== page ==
Recommendations for Strategic Interventions in the Current Media and Political Landscape in Myanmar

Background

The purpose of this paper is to summarise the recommendations and inputs from the two Town Hall Meetings organized in Yangon and Mandalay and attended by 90 working journalists, discussing issues related to media law, self-regulation of the media and professional capacities of journalists. Together with the Guidance for Journalists on Promoting an Empowering Press Law,[1] this document can be useful for media community in the preparation stage and the drafting process of Myanmar’s media law and in this transition period.

To date, the openness that has been pledged by the government offers both a challenge and opportunity for the Myanmar media community to expand and broaden the exercise of press freedom and freedom of expression. It is vital for the media community to be able to advocate for strong guarantees and protection for the media, within and outside the legal framework, during this transitional period, towards ensuring the best outcome for an enabling environment.

In responding to the changing political and media landscape in Myanmar, the Southeast Asian Press Alliance (SEAPA) supported initiatives to gauge the concerns and capacity of the media community in relation to the proposed media law and self-regulation suggestions. SEAPA initiated two ‘town hall meetings’ in Myanmar—one in Yangon on 23-24 September and one in Mandalay on 26 September—with the aim providing support for the media community to empower themselves in lobbying for a good media legal environment in Burma. This activity was organized within the context of the considerable expansion of press freedom in the country, including the end of pre-publication censorship for privately-owned weekly news publications, and the announcement of the drafting of a new press/media law.

Feedback and Recommendations

The following feedback and recommendations are based on the outcome of the two meetings held in Yangon and Mandalay, inputs from experts in the Southeast Asia region.

1. Priorities for the Interim Press Council

Considering the roles[2] prescribed to the Interim Press Council, and given the limited resources and time that it has (one year), it is recognized that the IPC can be under great pressure to meet its obligations within the time frame. Given the uncertainty surrounding the legal framework to support and sustain the state promise of a freer media environment, it is proposed that the council prioritizes obtaining stakeholder feedback on the strategies for the promotion and protection of media freedom, including the development of a professional code of ethics, capacity building plans for the profession and recommendations on the appropriate legislative framework for the practice of media in the country.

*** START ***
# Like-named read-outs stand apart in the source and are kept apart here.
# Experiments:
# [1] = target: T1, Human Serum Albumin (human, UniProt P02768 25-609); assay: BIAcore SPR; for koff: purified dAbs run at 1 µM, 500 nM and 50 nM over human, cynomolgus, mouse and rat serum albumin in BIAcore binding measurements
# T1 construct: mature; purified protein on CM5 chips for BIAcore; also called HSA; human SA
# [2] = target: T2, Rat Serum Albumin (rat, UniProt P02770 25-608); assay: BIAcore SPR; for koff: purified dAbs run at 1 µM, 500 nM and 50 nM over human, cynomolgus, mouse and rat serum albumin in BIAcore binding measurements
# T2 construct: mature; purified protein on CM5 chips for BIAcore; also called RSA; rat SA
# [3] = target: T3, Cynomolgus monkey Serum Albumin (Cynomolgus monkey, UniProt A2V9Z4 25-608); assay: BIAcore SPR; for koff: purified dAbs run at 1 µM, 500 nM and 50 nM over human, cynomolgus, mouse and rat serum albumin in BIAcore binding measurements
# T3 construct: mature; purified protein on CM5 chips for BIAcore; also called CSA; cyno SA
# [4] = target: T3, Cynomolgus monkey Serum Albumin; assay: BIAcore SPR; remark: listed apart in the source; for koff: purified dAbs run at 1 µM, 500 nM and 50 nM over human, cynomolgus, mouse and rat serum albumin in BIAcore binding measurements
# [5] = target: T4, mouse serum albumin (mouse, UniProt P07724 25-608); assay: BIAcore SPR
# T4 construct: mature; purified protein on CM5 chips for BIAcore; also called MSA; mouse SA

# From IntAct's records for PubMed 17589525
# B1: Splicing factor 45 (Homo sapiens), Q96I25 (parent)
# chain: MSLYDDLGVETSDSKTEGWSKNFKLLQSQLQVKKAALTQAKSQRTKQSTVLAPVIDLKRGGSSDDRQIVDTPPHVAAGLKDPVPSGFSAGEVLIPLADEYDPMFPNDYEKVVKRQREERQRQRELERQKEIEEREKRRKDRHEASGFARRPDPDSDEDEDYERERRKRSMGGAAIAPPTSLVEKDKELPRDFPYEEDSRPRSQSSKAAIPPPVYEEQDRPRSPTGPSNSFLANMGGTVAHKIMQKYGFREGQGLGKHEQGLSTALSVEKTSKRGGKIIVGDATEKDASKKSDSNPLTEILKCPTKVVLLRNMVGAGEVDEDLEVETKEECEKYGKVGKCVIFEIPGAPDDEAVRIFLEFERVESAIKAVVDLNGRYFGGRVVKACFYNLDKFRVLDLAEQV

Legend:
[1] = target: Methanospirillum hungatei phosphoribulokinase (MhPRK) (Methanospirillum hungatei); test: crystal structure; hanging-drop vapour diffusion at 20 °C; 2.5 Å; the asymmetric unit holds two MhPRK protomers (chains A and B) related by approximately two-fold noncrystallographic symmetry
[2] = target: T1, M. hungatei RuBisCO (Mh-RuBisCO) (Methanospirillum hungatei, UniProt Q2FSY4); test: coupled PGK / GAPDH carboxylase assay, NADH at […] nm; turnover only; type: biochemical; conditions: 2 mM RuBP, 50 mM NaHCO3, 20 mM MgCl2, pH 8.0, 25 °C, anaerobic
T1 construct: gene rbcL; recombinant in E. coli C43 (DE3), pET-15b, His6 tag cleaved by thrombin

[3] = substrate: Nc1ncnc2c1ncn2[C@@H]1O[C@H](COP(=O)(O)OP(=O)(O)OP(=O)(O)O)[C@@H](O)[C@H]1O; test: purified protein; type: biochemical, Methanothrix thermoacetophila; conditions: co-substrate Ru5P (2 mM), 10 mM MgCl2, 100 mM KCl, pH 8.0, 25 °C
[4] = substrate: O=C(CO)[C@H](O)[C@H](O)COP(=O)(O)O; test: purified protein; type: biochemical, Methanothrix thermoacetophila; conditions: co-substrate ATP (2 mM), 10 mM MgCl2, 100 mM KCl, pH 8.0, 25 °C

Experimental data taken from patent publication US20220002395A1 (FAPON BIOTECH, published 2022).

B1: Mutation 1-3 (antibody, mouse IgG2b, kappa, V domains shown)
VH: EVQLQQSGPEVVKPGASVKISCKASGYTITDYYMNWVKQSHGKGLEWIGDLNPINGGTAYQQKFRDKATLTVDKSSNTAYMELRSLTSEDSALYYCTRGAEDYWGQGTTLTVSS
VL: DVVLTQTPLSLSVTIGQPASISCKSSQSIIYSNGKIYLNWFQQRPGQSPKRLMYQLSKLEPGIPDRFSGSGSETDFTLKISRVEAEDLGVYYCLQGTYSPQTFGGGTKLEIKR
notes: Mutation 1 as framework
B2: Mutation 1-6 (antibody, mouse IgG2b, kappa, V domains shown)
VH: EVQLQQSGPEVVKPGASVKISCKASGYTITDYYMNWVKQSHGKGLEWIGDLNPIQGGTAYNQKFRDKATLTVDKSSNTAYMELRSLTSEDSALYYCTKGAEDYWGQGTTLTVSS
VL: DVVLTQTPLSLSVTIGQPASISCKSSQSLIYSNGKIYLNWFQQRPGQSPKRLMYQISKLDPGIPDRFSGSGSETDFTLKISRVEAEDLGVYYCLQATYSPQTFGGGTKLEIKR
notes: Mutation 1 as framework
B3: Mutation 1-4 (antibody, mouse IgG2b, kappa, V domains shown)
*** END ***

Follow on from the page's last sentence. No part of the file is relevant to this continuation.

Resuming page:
The IPC is well-placed to conduct consultations, not just with the media community, but also civil society and representatives of various public groups and communities.

In carrying out its tasks, the council may consider working in phases:

Phase 1:

  • Play a central role in the consultation process (as the secretariat) of the legislative revisions to consolidate the views and position of the media community, and
  • Works closely with the existing press associations to ensure that the exercise of the rights, safety and professional/ethical standards are adequately articulated

Phase 2:

  • Prepare the framework and mechanism for self-regulation and the related complaints adjudication process
  • Plan and recommend the professional training program for journalists

2. Public consultation on laws and policies that affect the media

Parties involved in organising discussions or negotiations regarding law reforms that affect the media, such as the IPC (which can be a focal point or secretariat) or the journalists’ organizations, may consider some fundamental principles to ensure that the public consultation is effective.

a. Inclusiveness:

  • The consultation to get the feedback on the scope and significance of the laws and policies must be inclusive and horizontal given the media landscape, which is not only drawn along the lines of national and division-level institutions but also the various ethnic communities and gendered interests. Representatives of professional groups such as the judiciary, the legislature, academics, lawyers, human rights defenders and consumer groups shall be included in the process with the IPC as a secretariat to ensure that the proposed bills have a broad support from the public and defence in the interest of the public.
  • Views and arguments on even whether or not there should be a media law at all shall be included and thoroughly debated as an alternative to having a bad media law. (In such a case, the experiences of Thailand and Philippines can be taken into consideration as to why and under what context these two countries have not introduced a specific media law).
  • Experts can be invited as part of the consultation process to share experiences and make recommendations about the good media law and the drafting process.
  • Consultations must be conducted nationwide as best as possible.

b. Transparency:

  • Inputs from each consultation must be shared widely among consultative parties
  • The public has to be informed of the changes made in the draft law in each of the consultation between the IPC, the Parliament and the government and during the parliamentary readings.